It thus appears that the only objections which the defendants have voiced to the findings of fact prepared by Judge Stevenson were five in number: (1) they do "not conform to the evidence * * *; there is no evidence introduced in this case supporting the said findings * * *; the said findings of fact and conclusions of law are not supported by any evidence"; (2) the findings were neither signed nor filed within 20 days of the trial; (3) Judge Stevenson "was physically and mentally in such a weakened condition because of his illness that he could not properly consider the said submitted findings"; (4) the trial judge had died, and it was impossible to present to him objections to the proposed findings; and (5) "the said findings * * * are not in accordance with the tentative verbal decision made by the Honorable John H. Stevenson and conveyed to the defendants by word of mouth."
The only portion of the above objections which is argued in appellants' brief is that part which declares that the findings of fact are not supported by any evidence. In fact, the brief argues no portion of this objection, cites no authority, but contents itself with the declaration "no evidence was produced at the trial sufficient to warrant overruling our objections, notwithstanding this the court overruled them and settled the findings over the protest and objections of the appellant."
The transcript of evidence is not a part of the record and, hence, we know nothing concerning the facts. While we can readily perceive that a successor to a trial judge who was removed by death before he had announced any findings of fact, or had in any other manner pronounced judgment upon the cause, could not render findings of fact ( Bahnsen v. Gilbert, 55 Minn. 334 ( 56 N.W. 1117); Labonte v. Lacasse, 78 N.H. 489 ( 102 A. 540); Putnam v. Crombie, 34 Barb. (N.Y.) 232; Belmont v. Ponvert, 3 Robt. (N.Y. Super.) 693; Woolf v. Woolf, 126 Misc. 868 ( 215 N.Y. 89) yet the defendant's objections to the findings which bear the signature of Judge Stevenson do not require decision upon any issue wherein the opportunity of seeing the witnesses and hearing them testify would be of any avail. The defendants' objections confined themselves to a contention that the findings of fact are not supported by any evidence. Judge Hewitt was as capable of determining the merits of this objection as Judge Stevenson. A determination of the issue thus presented did not require the weighing of testimony but only an inspection of the transcript of evidence. The issue would be settled when the searcher had failed to find any supporting evidence or had detected its presence. The death of Judge Stevenson did not interrupt the continuous existence of the circuit court. It removed from the bench a beloved and valuable judge, but the office continued. His associates and successor were available to discharge the judicial duties of that court. They could complete any of his incomplete acts which did not involve the comparison and weighing of testimony. We are of the opinion that no right of the defendants was violated when Judge Hewitt overruled the defendants' objections to the findings of fact.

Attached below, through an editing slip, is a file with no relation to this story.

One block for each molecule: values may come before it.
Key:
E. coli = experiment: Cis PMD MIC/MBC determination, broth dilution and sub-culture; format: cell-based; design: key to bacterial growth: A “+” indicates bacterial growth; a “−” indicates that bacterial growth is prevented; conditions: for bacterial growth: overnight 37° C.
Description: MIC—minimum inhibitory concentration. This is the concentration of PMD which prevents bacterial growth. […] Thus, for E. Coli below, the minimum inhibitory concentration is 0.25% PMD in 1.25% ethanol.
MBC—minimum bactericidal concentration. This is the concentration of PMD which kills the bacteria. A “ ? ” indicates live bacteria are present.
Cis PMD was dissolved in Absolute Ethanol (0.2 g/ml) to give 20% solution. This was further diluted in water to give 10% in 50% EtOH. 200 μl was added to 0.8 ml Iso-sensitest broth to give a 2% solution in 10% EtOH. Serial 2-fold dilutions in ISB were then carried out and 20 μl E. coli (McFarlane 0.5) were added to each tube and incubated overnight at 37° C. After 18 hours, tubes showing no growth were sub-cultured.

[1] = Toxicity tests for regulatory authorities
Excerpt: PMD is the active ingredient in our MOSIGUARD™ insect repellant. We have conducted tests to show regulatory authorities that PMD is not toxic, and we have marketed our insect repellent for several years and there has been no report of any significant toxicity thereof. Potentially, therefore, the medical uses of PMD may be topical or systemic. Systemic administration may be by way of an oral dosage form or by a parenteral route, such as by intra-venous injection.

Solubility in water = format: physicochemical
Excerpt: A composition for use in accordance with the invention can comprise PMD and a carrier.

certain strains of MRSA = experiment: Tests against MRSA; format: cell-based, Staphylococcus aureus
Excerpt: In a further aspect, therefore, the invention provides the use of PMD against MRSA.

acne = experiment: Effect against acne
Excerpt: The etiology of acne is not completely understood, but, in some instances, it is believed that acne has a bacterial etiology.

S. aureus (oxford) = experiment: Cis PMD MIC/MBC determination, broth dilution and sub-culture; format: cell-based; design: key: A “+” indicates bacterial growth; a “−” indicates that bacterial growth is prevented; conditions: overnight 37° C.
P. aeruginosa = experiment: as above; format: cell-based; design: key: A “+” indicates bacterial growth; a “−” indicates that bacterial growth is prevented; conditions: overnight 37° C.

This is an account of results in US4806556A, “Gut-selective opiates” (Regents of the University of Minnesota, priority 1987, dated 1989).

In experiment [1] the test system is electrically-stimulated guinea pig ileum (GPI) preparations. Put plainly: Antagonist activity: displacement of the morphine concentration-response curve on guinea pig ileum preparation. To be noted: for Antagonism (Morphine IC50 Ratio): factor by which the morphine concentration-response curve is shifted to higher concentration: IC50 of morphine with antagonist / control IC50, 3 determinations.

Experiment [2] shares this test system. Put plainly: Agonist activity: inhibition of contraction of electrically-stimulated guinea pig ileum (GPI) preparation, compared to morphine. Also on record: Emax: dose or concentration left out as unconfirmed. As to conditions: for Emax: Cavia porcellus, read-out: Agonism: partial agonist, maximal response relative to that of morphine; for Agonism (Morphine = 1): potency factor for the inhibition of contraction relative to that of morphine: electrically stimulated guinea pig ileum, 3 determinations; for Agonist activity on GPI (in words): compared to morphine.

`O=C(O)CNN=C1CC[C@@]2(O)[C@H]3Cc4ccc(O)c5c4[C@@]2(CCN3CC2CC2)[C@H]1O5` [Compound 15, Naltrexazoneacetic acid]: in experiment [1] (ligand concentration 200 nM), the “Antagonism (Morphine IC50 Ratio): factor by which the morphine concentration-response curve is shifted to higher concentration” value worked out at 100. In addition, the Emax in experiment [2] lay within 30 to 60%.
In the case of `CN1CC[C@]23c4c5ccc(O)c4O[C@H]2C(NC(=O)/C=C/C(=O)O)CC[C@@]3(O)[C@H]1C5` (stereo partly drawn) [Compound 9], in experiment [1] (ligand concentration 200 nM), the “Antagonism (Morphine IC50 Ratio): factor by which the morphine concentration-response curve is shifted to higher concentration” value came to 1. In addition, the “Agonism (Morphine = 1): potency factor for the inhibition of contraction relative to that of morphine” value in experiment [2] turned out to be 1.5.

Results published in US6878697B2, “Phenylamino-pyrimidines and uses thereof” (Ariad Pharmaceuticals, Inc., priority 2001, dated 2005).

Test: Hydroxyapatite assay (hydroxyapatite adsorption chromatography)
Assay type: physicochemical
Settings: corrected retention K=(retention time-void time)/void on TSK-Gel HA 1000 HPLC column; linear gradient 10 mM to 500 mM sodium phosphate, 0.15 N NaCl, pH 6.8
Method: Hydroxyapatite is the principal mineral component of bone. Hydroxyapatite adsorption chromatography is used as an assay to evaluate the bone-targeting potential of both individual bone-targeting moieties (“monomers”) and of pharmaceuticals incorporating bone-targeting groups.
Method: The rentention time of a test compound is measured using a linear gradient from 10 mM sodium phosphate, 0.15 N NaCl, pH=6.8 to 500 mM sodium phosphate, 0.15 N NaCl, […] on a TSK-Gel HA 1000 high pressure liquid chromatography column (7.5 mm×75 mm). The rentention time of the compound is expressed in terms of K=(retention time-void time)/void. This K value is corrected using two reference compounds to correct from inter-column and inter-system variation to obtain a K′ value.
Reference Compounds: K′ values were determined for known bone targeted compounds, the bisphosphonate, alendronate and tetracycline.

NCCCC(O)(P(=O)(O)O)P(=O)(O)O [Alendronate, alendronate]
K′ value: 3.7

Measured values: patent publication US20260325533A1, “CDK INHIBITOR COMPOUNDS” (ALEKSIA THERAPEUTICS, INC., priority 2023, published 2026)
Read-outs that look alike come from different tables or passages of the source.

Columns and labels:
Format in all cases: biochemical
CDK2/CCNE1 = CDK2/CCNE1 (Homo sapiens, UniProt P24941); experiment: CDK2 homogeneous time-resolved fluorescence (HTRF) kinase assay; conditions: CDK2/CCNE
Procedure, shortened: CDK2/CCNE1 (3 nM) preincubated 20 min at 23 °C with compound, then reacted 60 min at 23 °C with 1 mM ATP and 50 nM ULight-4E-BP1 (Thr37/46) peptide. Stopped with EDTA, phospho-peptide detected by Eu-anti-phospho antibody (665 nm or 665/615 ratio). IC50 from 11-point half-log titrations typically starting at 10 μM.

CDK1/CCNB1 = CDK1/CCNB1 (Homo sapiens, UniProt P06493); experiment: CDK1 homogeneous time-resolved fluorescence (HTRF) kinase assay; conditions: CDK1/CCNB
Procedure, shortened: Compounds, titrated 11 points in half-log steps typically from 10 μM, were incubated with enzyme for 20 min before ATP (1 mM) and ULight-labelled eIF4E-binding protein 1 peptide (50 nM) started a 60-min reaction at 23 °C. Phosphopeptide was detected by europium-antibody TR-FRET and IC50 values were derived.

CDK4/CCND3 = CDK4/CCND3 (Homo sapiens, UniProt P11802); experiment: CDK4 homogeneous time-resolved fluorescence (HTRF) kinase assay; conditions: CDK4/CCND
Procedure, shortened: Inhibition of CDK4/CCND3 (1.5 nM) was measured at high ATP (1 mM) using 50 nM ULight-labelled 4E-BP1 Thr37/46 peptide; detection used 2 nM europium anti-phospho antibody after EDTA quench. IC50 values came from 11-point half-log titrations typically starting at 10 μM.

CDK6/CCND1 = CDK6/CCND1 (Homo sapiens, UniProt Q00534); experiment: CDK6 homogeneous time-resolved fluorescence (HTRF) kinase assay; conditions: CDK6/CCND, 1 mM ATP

No other portion of this assignment of error is argued in the appellants' brief. We know of nothing which would justify a belief that Judge Stevenson was so weakened by disease at the time of the trial of this cause as to be incapable of arriving at a just conclusion.
The findings of a judge settle the issues of fact as conclusively as the verdict of a jury (section 2-503, Oregon Code 1930, and Burke Machinery Co. v. Copenhagen, ante p. 314 ( 6 P.2d 886). Such being true, Judge Hewitt was as fully authorized to enter a judgment based upon the findings of fact and conclusions of law bearing Judge Stevenson's signature as he would have been to render a judgment based upon the verdict of a jury which had sat in Judge Stevenson's department: Hazard v. McAndrews, 18 Wn. 392 ( 51 P. 1064).
The defendants, based upon the holding in Henrichsen v. Smith, 29 Or. 475 ( 42 P. 486, 44 P. 496), contend that the death of Judge Stevenson having occurred before a bill of exceptions could be settled, a new trial must of necessity follow because it was there held that no other judge had authority to settle the bill of exceptions. However, since the announcement of the decision in the case just cited our laws governing the effect of the court reporter's notes and the settlement of bills of exception have been amended so that they now read:
"The report of the official reporter, when transcribed and certified to as being a correct transcript of the stenographic notes of the testimony, exceptions taken, charge of the judge, and other proceedings in the matter, suit, or action, shall be prima facie a correct statement of such testimony, exceptions, charge of the judge, and other proceedings, and may thereafter be read in evidence as the deposition of a witness in the cases mentioned in section 9-1707, and in case of the death, resignation, expiration of the term of office, or vacancy in the office from any other cause of the judge before whom such matter, suit, or action was tried, the exceptions and the statement thereof provided for by sections 2-701, 2-704 may be settled and signed by the successor in office of such judge or by any judge authorized in such cases to perform the general duties of the judge of such court; * * *." (Section 28-706, Oregon Code 1930.)
The provisions of the statute as amended fully warranted Judge Hewitt in settling the bill of exceptions: Kruckman v. Smith, 126 Or. 395 ( 270 P. 474). This contention, therefore, is without merit.
The above being our conclusions, it follows that the judgment of the circuit is affirmed.
BEAN, C.J., RAND and CAMPBELL, JJ., concur.